‘Reflections on Religion and Literature’ – the subtitle of Adam’s Curse – could just as easily do duty for Words Alone. Discussing Eliot’s ‘Voices’, Donoghue speculates on the enormous effort it must have required for a poet so subjective and idealist to turn towards tradition, classicism and impersonality, against the native ‘urgings of his talent’; an effort comparable only to the effort of prayer. Hence the importance of all the untranslated fragments into which The Waste Land dissolves in its last few lines, and of writing ‘Shantih shantih shantih’ rather than a Christian platitude like ‘the peace that passeth understanding’. It is the strangeness that counts, of the belief itself as much as of language, the insistence on something unrecognisable to set against the natural turpitude of the self. In his early years in England, Eliot liked to sign himself metoikos (‘resident alien’) in letters to journals, and was still calling himself a ‘spirit unappeased and peregrine’ by the time we get to ‘Little Gidding’, as if plain old ‘wandering’ weren’t good enough. Donoghue devotes a useful passage in Adam’s Curse to reminding us just how odd the whole business of belief could be for Eliot, to the point where he attacked Bertrand Russell’s amazing ‘capacity for believing’, and answered Russell’s certainty that he would rot when dead with ‘I cannot subscribe with that conviction to any belief.’
One of the attractive things about belief is the prospect of nothing being entirely your responsibility any more, and writing on the subject of evil, Donoghue cites a character in a New Yorker cartoon: ‘With me it’s neither nature nor nurture. It’s Satan.’ As Donoghue observes, it is hard to imagine a serious writer producing a book on the influence of the devil on contemporary literature, as Eliot did in After Strange Gods. There is something irresistible to Donoghue, as to Eliot, in the cosmic daring of such gestures, and their poke in the eye for the ‘senile humanism’ that both men hold in such evident disdain. In many ways Words Alone, no less than Adam’s Curse, is Donoghue’s defence of the institutional theistic imagination in an age of callow unbelief. That it should be institutional matters to him very much, and he looks closely at the stand-off between Eliot’s Anglicanism and do-it-yourself Emersonianism. ‘Institutions are necessary,’ Eliot wrote at the end of his essay on Baudelaire, before his reception into the Church of England in 1927. The key to this side of his personality, as William Empson was surely right to suggest, was the sloughing off of his boyhood Unitarianism, which he seems to have associated ever afterwards with his less than properly assertive father (though on the Christian-baiting Empson of Milton’s God, Donoghue is predictably scathing). For religion as an inner light Eliot had nothing but contempt. ‘The possessors of the inner voice,’ he wrote, ‘ride ten in a compartment to a football match at Swansea, listening to the inner voice, which breathes the eternal message of vanity, fear and lust’.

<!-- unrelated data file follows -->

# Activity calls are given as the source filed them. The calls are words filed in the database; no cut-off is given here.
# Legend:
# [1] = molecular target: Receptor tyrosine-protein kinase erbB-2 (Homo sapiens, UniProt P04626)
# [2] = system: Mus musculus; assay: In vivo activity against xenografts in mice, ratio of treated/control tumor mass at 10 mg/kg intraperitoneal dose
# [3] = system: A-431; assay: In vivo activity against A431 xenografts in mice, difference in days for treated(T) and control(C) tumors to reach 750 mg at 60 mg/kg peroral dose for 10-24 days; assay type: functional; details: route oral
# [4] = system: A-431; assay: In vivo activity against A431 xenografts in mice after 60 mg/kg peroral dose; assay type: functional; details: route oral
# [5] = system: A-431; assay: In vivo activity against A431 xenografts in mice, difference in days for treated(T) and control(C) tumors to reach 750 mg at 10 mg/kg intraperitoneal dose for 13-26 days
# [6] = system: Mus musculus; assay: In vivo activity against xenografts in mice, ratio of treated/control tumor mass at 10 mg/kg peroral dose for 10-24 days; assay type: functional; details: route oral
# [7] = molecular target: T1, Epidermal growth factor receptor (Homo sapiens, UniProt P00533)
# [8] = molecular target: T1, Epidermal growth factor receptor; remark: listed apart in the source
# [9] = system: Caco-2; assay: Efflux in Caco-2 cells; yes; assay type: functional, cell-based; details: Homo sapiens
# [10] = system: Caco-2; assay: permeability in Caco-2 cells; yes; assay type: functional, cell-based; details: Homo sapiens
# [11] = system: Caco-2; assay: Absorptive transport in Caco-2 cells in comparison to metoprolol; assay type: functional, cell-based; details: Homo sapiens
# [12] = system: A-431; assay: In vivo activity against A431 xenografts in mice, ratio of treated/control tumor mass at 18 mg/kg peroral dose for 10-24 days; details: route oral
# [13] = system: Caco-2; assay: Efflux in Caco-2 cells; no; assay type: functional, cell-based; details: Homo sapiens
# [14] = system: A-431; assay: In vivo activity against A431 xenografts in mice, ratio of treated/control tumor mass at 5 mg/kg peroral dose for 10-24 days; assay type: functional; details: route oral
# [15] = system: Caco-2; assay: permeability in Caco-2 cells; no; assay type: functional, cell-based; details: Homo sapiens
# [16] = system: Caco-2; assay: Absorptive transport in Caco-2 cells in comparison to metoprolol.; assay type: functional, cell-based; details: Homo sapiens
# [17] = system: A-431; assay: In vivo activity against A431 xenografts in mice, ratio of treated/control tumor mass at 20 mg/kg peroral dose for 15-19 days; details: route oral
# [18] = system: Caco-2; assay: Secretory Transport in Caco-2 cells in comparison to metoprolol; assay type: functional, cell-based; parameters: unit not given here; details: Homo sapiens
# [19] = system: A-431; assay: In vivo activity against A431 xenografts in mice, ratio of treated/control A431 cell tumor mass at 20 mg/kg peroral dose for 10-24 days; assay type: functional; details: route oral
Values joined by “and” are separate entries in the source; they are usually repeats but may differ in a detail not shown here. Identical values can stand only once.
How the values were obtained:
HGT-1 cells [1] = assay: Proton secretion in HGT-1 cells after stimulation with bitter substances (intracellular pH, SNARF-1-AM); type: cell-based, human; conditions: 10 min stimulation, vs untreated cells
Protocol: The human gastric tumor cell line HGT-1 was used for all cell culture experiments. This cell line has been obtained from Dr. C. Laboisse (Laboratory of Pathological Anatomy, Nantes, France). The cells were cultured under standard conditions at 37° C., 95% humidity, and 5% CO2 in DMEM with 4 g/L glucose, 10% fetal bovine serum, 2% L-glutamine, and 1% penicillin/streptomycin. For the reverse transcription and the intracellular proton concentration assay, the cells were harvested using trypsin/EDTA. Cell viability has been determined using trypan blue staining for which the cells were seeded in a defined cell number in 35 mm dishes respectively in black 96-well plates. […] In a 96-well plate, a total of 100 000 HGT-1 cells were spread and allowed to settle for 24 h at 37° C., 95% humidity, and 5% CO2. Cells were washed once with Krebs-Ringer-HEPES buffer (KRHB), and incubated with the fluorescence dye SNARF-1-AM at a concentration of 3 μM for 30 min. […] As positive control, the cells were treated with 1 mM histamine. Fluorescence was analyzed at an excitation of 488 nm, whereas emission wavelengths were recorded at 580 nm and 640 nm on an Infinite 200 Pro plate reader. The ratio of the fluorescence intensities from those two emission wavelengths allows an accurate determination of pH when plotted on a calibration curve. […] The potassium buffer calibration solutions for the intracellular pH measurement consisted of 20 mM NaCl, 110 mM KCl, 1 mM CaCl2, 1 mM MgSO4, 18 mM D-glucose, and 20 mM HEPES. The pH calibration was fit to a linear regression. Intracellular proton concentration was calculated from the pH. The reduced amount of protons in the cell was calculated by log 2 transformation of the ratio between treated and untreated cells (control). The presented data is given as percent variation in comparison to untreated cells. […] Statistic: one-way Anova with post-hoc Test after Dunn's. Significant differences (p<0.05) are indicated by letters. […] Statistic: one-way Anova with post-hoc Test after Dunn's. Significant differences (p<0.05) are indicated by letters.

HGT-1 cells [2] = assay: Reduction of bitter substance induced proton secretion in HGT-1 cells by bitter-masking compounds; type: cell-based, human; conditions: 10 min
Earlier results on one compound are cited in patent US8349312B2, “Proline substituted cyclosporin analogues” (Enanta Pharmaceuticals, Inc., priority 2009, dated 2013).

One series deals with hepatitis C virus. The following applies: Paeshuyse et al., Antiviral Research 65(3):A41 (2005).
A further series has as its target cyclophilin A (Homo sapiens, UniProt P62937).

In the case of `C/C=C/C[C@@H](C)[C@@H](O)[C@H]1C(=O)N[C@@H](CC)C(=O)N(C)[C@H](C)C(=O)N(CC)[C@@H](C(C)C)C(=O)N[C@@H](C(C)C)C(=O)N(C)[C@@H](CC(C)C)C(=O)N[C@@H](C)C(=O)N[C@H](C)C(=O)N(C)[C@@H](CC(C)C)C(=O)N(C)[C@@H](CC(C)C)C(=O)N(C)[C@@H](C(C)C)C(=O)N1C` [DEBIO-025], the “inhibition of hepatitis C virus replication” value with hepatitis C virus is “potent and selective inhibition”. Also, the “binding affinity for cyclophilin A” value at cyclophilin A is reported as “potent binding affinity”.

Donoghue bristles when poetry becomes self-sufficient, to the point of becoming a form of religion in its own right. The chief offender on this count in both Words Alone and Adam’s Curse is Wallace Stevens, his distrust of whom is one thing at least he had in common with Donald Davie. Donoghue fairly wipes the floor with Stevens as a reader of Eliot. Most critics have agreed that ‘X’ in ‘Extracts from Addresses to the Academy of Fine Ideas’ seems to be Eliot, ‘an obstruction, a man/Too exactly himself’. For Stevens, or Donoghue’s Stevens, Christian belief was not to be countenanced, since it refused the Emersonian licence that ‘all men are priests.’ Stevens compares Eliot’s acolytes to ‘lean cats of the arches of the churches’ and scoffs that ‘They bear brightly the little beyond/Themselves, the slightly unjust drawing that is/Their genius: the exquisite errors of time.’ The snigger is audible behind that line-break, ‘the little beyond/Themselves’. In Adam’s Curse Donoghue quotes Stevens again as a precursor of Hans Vaihinger’s The Philosophy of ‘As If’: ‘The final belief is to believe in a fiction which you know to be a fiction, there being nothing else. The exquisite truth is to know that it is a fiction and that you believe in it willingly.’ ‘Believe’, Donoghue retorts, is too strong a word here – ‘entertain’ might be more appropriate. For Donoghue’s Stevens it is ‘as if’ I may entertain the fiction that it’s sunny outside when it’s raining; but exquisite as my conviction may be, I’m still getting wet. Then again, it’s ‘as if’ I’m really still dry. None of which seems to me to refute Stevens any more than Dr Johnson kicking the stone refuted Berkeley; and it was Stevens, not Eliot, who wrote a poem called ‘Not Ideas about the Thing but the Thing Itself’. Donoghue’s Stevens fulfils his role of Emersonian fall-guy admirably, but should be classified under ‘Ideas about the Thing’ rather than ‘the Thing Itself’.